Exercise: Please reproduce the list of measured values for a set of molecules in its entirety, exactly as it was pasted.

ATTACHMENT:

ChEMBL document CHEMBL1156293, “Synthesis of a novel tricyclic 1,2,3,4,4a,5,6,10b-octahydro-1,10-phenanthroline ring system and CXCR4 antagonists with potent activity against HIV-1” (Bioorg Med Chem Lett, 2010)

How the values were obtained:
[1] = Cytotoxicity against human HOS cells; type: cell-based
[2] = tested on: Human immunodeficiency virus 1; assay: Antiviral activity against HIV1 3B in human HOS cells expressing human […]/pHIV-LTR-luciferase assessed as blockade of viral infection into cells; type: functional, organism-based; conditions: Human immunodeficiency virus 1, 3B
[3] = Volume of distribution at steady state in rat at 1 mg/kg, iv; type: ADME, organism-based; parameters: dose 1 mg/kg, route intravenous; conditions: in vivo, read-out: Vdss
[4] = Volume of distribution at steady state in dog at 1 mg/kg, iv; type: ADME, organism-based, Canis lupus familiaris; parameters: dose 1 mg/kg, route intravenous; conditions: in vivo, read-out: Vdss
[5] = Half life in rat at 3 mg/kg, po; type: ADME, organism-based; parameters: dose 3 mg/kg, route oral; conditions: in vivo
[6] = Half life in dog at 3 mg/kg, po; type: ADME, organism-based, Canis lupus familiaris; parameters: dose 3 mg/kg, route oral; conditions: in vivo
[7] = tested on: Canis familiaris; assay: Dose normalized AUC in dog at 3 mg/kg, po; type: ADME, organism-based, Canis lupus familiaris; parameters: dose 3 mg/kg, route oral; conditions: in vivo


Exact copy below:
ChEMBL document CHEMBL1156293, “Synthesis of a novel tricyclic 1,2,3,4,4a,5,6,10b-octahydro-1,10-phenanthroline ring system and CXCR4 antagonists with potent activity against HIV-1” (Bioorg Med Chem Lett, 2010)

How the values were obtained:
[1] = Cytotoxicity against human HOS cells; type: cell-based
[2] = tested on: Human immunodeficiency virus 1; assay: Antiviral activity against HIV1 3B in human HOS cells expressing human […]/pHIV-LTR-luciferase assessed as blockade of viral infection into cells; type: functional, organism-based; conditions: Human immunodeficiency virus 1, 3B
[3] = Volume of distribution at steady state in rat at 1 mg/kg, iv; type: ADME, organism-based; parameters: dose 1 mg/kg, route intravenous; conditions: in vivo, read-out: Vdss
[4] = Volume of distribution at steady state in dog at 1 mg/kg, iv; type: ADME, organism-based, Canis lupus familiaris; parameters: dose 1 mg/kg, route intravenous; conditions: in vivo, read-out: Vdss
[5] = Half life in rat at 3 mg/kg, po; type: ADME, organism-based; parameters: dose 3 mg/kg, route oral; conditions: in vivo
[6] = Half life in dog at 3 mg/kg, po; type: ADME, organism-based, Canis lupus familiaris; parameters: dose 3 mg/kg, route oral; conditions: in vivo
[7] = tested on: Canis familiaris; assay: Dose normalized AUC in dog at 3 mg/kg, po; type: ADME, organism-based, Canis lupus familiaris; parameters: dose 3 mg/kg, route oral; conditions: in vivo